@Kainuk, I've implemented three instances of CiviCRM / WordPress / LAMP on AWS, and am in the process of converting two of them to public production, the third has been running private production for about 14 months now. All are implemented on t2.micro instances on Ubuntu (14.04.3 - LTS). Each has a very small audience (regional < 1,000 expected public users and < 10 backend / database users per instance) and is purpose built for a specific not-for-profit organization and its audience. @naomi says "no specific settings are needed for CiviCRM;" I agree. That said, it can be challenging, because there is not a large community in this space. The support you get is the general support available to CiviCRM and WordPress, not so much directly for AWS. So far, that has not been a major issue.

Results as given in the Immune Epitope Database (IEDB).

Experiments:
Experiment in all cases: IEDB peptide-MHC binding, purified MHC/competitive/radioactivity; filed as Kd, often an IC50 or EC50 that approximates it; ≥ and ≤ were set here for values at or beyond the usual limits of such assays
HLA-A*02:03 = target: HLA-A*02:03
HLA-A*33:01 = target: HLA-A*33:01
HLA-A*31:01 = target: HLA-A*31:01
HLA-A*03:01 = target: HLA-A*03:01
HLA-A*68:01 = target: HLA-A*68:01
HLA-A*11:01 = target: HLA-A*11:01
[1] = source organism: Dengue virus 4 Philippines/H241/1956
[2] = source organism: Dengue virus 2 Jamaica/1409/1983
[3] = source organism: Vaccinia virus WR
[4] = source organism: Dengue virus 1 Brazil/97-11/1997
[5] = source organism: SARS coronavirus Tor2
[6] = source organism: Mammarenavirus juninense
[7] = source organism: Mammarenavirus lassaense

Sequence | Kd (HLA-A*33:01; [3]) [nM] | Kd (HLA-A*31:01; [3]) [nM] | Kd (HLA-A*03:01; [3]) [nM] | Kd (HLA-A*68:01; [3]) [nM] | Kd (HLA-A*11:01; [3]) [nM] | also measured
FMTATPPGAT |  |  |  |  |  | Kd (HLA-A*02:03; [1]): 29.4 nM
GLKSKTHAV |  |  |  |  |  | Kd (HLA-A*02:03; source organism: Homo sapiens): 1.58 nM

I am using these AWS Services: EC2 - compute / memory (EBS), Networking - VPC and Route53 - DNS, Cloudwatch - Basic monitoring, and IAM - User management. The first year of use is basically free, beyond that, for my groups, using reserved t2.micro instances on a 3 year basis, costs run ~USD 100.00 / year, each. With current low loading, performance has been entirely satisfactory.
I have put up a general how-to article on the CiviCRM wiki, which provides more details. I'm eager to continue the conversation and wish you success in your efforts.